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The University of Adelaide 
Faculty of Sciences 
Waite Campus 
PMB 1, Glen Osmond,          
South Australia, 5064 


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A Brief History of Biogas

The following are replies to e-mail enquiries to the Anaerobic Digestion Discussion Listserver (used with the author's permission) and other snipits about the history of biogas and anaerobic digestion. The source is given at the end of each item.

Any additional information will be happily included, please e-mail to Paul Harris.

Anecdotal evidence indicates that biogas was used for heating bath water in Assyria during the 10th century BC and in Persia during the 16th century AD. "Philip D. Lusk" <>

Marco Polo mentions the use of covered sewage tanks.  It probably goes back 2,000-3,00 years ago in ancient Chinese literature.

The technology, or process, dates back a long time. 1630 (van Helmont), 1667 (Shirley) are some who mention about the gas as such. In 1808 H. Davy made experiements with strawy manure in a retort in a vacuum and collected biogas. He was not interested in the gas but rather rotten or not rotten manure (from Tietjen C 1975 "From biodung to biogas - a historical review of European experience"  pp 207-260 in "Energy, Agriculture and Waste Management", Chawla 1986, Ann Arbour Science Publications).

Daniel Defoe  tells about biogas on his lost island. Fabrizio De Poli,

Jan Baptista van Helmont first determined in 17th century that flammable gases could evolve from decaying organic matter. Count Alessandro Volta concluded in 1776 that there was a direct correlation between the amount of decaying organic matter and the amount of flammable gas produced. In 1808, Sir Humphrey Davy determined that methane was present in the gases produced during the AD of cattle manure. "Philip D. Lusk" <>

A digester was built in the 1840's in the City of OTAGO, New Zeland.
(This may have been for rendering whale blubber rather than a true anaerobic digester)

The first digestion plant was built at a leper colony in Bombay, India in 1859.  AD reached England in 1895 when biogas was recovered from a "carefully designed" sewage treatment facility and used to fuel street lamps in Exeter.  The development of microbiology as a science led to research by Buswell and others in the 1930s to identify anaerobic bacteria and the conditions that promote methane production. "Philip D. Lusk" <>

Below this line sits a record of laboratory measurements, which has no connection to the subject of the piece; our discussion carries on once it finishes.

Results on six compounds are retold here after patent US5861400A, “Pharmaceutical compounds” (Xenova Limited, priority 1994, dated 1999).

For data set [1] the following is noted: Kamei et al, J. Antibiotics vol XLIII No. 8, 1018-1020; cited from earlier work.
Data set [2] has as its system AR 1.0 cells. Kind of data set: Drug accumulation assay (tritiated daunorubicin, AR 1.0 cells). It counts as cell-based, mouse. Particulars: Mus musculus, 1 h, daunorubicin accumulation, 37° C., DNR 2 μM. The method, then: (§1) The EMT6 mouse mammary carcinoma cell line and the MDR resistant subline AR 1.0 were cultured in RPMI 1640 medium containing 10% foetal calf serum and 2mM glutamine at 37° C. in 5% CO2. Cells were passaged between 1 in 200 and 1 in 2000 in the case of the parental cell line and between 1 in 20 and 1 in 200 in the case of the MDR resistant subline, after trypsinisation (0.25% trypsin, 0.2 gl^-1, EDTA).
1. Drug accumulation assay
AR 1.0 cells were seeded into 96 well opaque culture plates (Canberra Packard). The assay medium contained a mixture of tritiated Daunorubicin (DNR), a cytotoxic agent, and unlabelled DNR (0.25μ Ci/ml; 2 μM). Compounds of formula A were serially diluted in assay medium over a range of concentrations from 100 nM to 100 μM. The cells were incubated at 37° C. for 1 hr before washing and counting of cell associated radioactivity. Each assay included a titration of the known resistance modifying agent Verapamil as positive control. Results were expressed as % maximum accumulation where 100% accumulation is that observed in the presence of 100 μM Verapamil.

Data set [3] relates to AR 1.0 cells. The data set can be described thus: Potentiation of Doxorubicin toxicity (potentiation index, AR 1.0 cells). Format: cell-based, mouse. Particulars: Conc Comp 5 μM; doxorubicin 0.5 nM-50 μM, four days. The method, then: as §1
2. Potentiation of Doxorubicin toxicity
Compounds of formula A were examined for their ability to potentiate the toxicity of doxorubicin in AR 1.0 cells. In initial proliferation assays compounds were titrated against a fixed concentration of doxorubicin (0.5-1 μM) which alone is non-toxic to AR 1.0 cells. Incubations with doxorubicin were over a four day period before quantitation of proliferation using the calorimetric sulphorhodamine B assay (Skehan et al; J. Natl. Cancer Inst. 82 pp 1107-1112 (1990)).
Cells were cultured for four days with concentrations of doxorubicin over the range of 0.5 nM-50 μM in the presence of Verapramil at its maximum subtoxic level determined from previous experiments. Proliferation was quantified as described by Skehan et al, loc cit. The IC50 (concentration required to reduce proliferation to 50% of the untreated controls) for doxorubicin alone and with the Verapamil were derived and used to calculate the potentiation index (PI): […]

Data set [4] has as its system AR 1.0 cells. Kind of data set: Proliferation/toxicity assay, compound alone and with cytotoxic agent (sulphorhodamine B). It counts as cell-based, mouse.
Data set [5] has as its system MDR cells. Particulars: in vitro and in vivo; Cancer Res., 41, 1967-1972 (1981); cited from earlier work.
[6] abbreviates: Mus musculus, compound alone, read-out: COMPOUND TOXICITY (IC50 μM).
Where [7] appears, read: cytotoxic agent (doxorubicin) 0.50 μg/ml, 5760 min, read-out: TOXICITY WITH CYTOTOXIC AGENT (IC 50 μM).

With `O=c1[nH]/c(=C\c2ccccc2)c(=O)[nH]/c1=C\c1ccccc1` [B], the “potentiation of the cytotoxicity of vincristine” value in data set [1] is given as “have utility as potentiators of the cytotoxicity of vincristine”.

India, as one country with many biogas reactor installed, has a quite long history of biogas development. The first unit usually referred to in literature is the biogas unit at the Mantunga Homeless Lepers Asylum near to Mumbai. It could be discussed whether it should be called a biogas unit or not as the primary function seems to have been sewage treatment, but the gas was used so... Most refs date this plant to 1897.
I think you have the spelling of the place wrong - Matunga, rather than Mantunga..."Sircar, Sanjay" <>

I thank Dr Sanjay Sircar for the following comments relating to the above item :

(a) there is an interesting potential area of investigation here, in
relation to this biogas plant, on intersections between
Western/colonial/Christian/Enlightenment science, progress and social
emancipation on the one hand and Hindu "pollution" (both disease-related and

(b) it is probably true to say that Indians generally do not know of this
"first" for India (albeit a colonial-period first), possibly as a result of
the vagaries of history compounded by current anti-Christian/Western


Methane was first recognised as having practical and commercial value in England, where a specially designed septic was used to generate gas for the purpose of lighting in the 1890s (Cheremisinoff, Cheremisinoff et al. c1980). There are also reports of successful methane production units in several parts of the world, and many farmers wonder if such small scale methane production units can be installed at their farms to convert waste into something more valuable (Lewis 1983). Refs Cheremisinoff, N. P., P. N. j. a. Cheremisinoff, et al. (c1980.). Biomass : applications, technology, and production. New York :, M. Dekker,. Lewis, C. (1983). Biological fuels. London :, Arnold,. Luke Jenangi <>

The first sewage sludge digester was built in Exeter, UK around the turn of the century.  There is a reasonable history in "Anaerobic Digestion" 1979, Stafford Wheatly & Hughes. Prof Hughes always credited the Babylonians. I thought the first agricultural digester pioneer of recent times was L John Fry who welded oil drums together in Africa in the 1940's. Stephen Etheridge "EBL" <>

Useful Reference

Tietjen C., "From Biodung to biogas-Historical Review of Eurpean Experience", 1975, p 274 in "Energy, Agriculture, and Waste Management"; Jewell W.J. editor, Ann Arbor Science Publishers.